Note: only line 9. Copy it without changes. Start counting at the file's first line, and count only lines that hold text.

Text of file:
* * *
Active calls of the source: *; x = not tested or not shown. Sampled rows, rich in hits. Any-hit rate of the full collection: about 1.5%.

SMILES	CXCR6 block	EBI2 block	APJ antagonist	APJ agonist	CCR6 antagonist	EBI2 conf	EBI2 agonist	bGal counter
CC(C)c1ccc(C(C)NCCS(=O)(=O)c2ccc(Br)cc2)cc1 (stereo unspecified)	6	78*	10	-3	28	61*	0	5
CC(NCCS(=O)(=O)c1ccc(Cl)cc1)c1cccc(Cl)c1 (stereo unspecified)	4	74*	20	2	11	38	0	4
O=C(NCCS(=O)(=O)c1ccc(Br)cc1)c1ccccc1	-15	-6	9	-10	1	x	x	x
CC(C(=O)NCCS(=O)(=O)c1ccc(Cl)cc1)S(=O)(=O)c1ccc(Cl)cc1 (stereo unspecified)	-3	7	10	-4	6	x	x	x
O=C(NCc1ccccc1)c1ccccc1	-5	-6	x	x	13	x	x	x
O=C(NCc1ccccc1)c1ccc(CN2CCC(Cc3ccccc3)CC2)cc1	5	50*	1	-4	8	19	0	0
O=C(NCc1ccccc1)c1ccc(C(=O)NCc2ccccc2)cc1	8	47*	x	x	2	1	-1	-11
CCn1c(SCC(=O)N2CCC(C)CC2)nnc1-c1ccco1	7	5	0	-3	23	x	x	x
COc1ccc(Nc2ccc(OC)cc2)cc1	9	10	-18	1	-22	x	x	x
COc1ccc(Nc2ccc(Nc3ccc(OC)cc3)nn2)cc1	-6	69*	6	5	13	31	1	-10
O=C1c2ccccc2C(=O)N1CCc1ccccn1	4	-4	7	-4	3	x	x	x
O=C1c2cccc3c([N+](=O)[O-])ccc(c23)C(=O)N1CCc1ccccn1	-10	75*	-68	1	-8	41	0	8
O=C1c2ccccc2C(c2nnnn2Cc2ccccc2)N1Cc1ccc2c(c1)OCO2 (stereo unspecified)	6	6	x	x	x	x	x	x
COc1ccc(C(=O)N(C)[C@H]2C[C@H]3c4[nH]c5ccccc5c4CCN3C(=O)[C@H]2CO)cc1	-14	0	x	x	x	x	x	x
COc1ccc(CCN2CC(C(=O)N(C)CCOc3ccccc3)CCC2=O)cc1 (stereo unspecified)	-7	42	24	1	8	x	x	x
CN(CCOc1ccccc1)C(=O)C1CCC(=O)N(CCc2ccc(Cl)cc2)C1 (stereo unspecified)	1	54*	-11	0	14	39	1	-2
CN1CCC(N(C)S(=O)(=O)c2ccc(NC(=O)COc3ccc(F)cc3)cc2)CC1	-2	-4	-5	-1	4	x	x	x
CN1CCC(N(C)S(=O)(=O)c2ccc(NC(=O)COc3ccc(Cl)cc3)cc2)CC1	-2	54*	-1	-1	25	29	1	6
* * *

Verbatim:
O=C(NCc1ccccc1)c1ccc(C(=O)NCc2ccccc2)cc1	8	47*	x	x	2	1	-1	-11